Eurocontrol States Defer Air Traffic Management Fees

 - April 7, 2020, 10:00 AM

This story is part of AIN's continuing coverage of the impact of the coronavirus on aviation.

A piece of what IATA director general Alexandre de Juniac called some good news for the European airline industry came Tuesday with a financial package from Eurocontrol member states allowing operators to defer €1.1 billion of air traffic control fees due to the continent’s air traffic management industry over “the coming months.”

The number of flights operating daily in European airspace has declined 90 percent due to the effects of the Covid-19 pandemic, and IATA sees little improvement until the continent lifts its lockdown. Europe, in fact, has seen the most severe decline of any part in the world, where regions average about a 70 percent reduction in traffic, according to IATA chief economist Brian Pearce.

In a statement issued soon after Eurocontrol announced the measures, the European Regions Airline Association (ERA) commended the member states for the relief. Estimates for 2020 called for European air traffic management fees for en route services to total €8.2 billion, based on forecast traffic and the projected cost of services from air navigation service providers (ANSPs). The bill for February totaled €518 million; the next payment would have come due on April 13, reported ERA. Eurocontrol has agreed to defer that bill until November.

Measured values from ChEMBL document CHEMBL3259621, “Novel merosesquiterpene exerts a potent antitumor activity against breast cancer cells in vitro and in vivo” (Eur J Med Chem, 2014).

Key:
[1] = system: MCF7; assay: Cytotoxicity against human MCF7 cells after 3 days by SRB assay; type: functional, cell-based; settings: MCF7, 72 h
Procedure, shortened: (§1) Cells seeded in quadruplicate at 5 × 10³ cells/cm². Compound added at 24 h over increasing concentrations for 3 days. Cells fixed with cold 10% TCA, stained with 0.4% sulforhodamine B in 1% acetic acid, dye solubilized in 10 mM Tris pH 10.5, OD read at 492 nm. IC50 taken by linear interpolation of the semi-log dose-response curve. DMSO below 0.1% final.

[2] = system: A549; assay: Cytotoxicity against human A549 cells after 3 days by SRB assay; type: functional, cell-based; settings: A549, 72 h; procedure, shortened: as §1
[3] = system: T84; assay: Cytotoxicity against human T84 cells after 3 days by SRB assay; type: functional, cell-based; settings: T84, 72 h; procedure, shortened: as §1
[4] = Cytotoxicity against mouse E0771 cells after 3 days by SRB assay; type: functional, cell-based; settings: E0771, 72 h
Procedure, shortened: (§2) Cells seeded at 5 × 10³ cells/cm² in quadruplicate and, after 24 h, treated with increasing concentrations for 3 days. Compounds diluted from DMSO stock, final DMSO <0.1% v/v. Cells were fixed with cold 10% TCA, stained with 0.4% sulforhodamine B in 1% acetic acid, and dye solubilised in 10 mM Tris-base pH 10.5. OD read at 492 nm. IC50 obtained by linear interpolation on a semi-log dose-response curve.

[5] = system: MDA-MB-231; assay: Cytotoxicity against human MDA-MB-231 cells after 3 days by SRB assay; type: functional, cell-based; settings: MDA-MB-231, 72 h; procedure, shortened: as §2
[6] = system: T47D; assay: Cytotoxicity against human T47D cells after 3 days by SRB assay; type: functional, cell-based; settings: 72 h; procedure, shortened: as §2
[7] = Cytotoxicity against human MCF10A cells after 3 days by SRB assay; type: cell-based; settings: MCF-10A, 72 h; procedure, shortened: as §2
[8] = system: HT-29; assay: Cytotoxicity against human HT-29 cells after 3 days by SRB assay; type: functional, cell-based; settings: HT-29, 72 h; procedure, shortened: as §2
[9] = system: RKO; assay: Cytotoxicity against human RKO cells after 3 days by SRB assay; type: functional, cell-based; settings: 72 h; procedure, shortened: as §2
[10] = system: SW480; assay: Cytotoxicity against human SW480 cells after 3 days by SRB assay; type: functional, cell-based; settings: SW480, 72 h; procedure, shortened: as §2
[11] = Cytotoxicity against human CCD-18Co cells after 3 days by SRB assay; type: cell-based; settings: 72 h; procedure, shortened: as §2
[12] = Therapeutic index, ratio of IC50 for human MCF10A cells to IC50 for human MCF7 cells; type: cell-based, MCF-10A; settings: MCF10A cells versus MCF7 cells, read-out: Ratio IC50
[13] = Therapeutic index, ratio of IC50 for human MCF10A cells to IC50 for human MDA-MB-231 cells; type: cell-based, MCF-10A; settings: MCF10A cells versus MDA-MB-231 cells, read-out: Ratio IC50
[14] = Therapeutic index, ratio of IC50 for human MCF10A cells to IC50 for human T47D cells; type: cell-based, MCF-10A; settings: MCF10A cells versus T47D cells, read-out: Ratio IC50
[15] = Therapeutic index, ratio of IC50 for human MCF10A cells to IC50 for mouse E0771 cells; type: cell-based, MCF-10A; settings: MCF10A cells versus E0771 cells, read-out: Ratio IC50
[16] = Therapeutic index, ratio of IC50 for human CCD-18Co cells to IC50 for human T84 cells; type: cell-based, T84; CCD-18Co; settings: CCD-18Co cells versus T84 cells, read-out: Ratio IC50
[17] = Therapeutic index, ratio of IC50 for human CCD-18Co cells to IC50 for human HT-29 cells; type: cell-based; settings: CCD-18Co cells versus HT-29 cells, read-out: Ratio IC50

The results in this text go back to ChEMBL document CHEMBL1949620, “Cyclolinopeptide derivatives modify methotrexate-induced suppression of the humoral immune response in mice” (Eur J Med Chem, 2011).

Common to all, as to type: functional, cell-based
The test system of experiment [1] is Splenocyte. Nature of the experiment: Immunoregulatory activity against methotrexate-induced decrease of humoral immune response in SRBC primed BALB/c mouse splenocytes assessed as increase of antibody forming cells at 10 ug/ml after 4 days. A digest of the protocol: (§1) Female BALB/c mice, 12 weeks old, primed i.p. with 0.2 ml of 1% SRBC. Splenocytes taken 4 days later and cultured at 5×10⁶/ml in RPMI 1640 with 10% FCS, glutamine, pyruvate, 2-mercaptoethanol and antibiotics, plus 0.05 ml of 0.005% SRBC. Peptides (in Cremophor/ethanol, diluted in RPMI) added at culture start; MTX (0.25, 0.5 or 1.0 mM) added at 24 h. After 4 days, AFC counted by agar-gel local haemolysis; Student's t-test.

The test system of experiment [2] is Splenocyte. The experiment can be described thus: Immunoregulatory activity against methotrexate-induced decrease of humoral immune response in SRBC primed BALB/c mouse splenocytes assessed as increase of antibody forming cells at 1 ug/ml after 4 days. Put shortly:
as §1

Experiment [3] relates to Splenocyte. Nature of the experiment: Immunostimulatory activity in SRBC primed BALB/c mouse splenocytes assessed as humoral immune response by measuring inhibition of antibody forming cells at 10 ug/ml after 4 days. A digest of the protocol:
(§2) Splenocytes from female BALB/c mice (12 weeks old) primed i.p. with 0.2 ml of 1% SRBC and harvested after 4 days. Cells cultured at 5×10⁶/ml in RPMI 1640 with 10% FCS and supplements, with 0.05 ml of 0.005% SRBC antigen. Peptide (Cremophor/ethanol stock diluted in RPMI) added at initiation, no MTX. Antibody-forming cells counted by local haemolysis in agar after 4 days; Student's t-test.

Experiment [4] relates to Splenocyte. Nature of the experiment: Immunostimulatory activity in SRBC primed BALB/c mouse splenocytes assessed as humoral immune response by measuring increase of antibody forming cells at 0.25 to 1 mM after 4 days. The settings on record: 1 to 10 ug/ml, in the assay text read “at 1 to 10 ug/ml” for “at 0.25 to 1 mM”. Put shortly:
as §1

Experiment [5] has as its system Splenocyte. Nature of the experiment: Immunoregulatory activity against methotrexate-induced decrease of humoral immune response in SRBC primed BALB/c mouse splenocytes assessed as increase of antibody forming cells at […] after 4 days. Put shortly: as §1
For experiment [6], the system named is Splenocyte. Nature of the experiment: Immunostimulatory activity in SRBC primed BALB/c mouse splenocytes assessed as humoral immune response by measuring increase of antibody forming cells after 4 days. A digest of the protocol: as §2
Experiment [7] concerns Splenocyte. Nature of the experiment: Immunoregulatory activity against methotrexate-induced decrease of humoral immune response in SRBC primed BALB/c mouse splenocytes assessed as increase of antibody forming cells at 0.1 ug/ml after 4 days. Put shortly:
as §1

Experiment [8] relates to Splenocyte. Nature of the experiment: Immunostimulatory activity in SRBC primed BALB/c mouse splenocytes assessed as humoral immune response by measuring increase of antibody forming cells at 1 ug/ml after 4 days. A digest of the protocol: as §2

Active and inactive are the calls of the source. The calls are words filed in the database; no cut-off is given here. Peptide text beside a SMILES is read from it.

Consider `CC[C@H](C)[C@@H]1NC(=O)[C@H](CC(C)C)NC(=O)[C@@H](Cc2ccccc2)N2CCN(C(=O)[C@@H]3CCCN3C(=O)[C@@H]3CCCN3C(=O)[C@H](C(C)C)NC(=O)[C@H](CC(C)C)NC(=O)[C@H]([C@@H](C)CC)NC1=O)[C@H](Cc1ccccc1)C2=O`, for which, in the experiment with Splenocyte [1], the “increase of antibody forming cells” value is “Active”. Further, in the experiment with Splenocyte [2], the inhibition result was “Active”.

“This swift action taken by the Eurocontrol member states will provide airlines with more flexibility as they financially plan for the future,” said ERA director general Montserrat Barriga. “Aviation will be instrumental in Europe’s economic recovery, and financial relief measures are needed urgently to ensure our airlines can continue to operate, providing connectivity, once we move towards recovery. Today’s announcement by Eurocontrol will certainly aid our airlines in this recovery process.”

Speaking during a Tuesday teleconference with media, IATA’s de Juniac complimented the world’s governments for their “very supportive and open attitudes” toward financial relief measures in general. However, he also called for them to implement the aid packages immediately.

“This is the biggest crisis we have ever had in front of us,” said de Juniac. “Now we desperately need these [rescue] packages to be implemented and the money to flow to our balance sheets because we are clearly running out of cash. Whatever the measure is, we need it now because after three weeks of shutdown for many of our members and two months of cash in hand at the beginning of the year…we urgently need cash injection by any means.”